WASHINGTON, Feb. 23, 2012 – Seven former secretaries of agriculture can think of more than seven different challenges facing agriculture. But their joint appearance at USDA’s Outlook Forum today found them united in the belief that increasing production to meet the needs of billions more people in the coming years will be its greatest test.
“Everybody needs to eat. We produce the food. We’re in great shape. I have no reason to think we won’t take advantage,” said John R. Block, a Republican who was at USDA from 1981 to 1986, opening the discussion moderated by current Secretary Tom Vilsack.
But whether the United States will invest in research and encourage the adoption of new technology necessary could limit potential gains. “The biggest challenge is the research budget,” said Dan Glickman, a Democrat who was secretary from 1995 to 2001. “When you look at the challenges of food safety, of feeding hungry world, coping pests, [you ask] do we have the capability of another green revolution” Do we have the resources? Are the taxpayers willing to fund these things as they did in the 1960s?”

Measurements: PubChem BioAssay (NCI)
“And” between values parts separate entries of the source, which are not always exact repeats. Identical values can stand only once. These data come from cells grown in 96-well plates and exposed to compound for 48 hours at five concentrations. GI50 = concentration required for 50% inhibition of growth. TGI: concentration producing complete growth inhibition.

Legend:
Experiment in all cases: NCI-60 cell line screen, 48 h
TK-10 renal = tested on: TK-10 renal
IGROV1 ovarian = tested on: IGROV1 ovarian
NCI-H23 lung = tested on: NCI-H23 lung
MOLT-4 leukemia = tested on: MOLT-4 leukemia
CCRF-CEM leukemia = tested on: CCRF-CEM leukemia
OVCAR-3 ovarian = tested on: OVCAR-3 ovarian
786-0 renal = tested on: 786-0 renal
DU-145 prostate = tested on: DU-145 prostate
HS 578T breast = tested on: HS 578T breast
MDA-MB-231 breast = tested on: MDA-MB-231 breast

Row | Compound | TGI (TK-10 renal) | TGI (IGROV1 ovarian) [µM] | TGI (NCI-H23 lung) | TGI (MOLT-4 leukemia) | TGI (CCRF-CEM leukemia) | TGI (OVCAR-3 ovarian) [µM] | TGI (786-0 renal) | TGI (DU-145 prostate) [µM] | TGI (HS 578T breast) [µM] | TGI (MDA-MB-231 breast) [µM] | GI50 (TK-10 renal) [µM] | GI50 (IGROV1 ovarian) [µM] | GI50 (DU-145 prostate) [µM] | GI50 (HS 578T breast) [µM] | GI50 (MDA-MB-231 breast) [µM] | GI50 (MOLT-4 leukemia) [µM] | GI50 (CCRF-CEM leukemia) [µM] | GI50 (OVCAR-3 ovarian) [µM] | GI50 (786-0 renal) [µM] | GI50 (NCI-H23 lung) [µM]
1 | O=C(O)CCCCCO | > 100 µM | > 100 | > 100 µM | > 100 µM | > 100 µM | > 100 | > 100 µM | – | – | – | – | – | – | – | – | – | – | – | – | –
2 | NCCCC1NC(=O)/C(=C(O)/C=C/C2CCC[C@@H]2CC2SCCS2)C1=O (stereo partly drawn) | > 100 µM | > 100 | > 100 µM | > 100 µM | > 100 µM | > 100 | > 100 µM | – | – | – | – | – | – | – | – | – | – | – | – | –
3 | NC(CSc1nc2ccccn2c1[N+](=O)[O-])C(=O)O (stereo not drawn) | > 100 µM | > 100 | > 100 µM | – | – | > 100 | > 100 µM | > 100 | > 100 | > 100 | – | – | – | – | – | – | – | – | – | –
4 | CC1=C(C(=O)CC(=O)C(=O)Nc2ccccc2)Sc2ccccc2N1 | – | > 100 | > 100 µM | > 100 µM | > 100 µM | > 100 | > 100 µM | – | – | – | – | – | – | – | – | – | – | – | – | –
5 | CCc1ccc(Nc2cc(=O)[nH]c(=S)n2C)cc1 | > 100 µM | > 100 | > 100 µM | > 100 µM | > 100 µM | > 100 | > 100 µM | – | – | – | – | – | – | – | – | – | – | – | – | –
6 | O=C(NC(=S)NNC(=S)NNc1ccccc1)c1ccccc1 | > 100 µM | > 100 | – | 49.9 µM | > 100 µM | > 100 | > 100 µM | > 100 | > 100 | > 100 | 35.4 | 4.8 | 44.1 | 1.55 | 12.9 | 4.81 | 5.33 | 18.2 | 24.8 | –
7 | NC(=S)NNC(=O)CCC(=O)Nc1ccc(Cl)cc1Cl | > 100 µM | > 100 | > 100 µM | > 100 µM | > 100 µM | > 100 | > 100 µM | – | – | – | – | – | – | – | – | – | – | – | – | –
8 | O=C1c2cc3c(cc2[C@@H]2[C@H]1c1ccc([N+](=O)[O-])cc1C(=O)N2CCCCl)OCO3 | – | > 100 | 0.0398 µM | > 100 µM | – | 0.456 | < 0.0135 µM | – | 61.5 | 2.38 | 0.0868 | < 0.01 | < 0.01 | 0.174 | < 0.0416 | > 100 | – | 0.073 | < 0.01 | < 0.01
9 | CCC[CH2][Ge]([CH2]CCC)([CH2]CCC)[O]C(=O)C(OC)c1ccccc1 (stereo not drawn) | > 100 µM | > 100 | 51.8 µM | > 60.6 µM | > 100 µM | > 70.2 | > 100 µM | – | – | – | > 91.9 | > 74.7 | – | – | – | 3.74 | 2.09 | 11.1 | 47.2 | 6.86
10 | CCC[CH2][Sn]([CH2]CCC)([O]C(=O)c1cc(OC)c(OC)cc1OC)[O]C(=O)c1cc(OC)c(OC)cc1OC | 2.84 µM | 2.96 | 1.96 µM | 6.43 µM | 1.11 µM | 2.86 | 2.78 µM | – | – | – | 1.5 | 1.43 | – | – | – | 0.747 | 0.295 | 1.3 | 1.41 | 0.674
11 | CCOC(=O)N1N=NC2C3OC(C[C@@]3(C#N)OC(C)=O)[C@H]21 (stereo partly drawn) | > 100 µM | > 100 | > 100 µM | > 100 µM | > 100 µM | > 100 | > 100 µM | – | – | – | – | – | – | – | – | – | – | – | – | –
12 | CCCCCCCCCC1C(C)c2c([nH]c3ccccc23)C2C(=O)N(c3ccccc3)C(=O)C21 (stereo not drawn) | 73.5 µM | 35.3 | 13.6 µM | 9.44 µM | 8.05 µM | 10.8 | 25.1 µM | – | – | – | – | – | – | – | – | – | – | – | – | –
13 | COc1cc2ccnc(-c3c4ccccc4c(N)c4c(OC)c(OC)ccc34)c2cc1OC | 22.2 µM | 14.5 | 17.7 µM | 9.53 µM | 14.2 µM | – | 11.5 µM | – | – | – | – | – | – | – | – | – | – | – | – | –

Ann M. Veneman, the Republican secretary in 2001-05, characterized growing world population as “both opportunity and challenge.” She asked, “”Do we have the technology to feed a growing population?” Maintaining an adequate “discretionary” program budget at USDA – which finances food safety and research – was critical, she said. “Those are the programs that protect American agriculture.”
Their ability to agree despite partisan differences illustrated a comment by Glickman about USDA. “This is by far the most bipartisan agency in the government,” he said. In large part because its operations are widespread and local, “you don’t get this bitterness toward government the way you might in other departments.”
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